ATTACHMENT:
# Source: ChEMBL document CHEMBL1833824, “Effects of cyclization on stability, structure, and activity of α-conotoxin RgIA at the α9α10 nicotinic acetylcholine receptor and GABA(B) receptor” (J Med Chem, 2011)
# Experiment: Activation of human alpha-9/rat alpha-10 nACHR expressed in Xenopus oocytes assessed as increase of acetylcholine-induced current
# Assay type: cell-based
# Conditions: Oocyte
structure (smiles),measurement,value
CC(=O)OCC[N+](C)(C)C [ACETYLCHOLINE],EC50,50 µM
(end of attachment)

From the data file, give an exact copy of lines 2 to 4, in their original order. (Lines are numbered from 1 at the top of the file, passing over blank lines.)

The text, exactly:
# Experiment: Activation of human alpha-9/rat alpha-10 nACHR expressed in Xenopus oocytes assessed as increase of acetylcholine-induced current
# Assay type: cell-based
# Conditions: Oocyte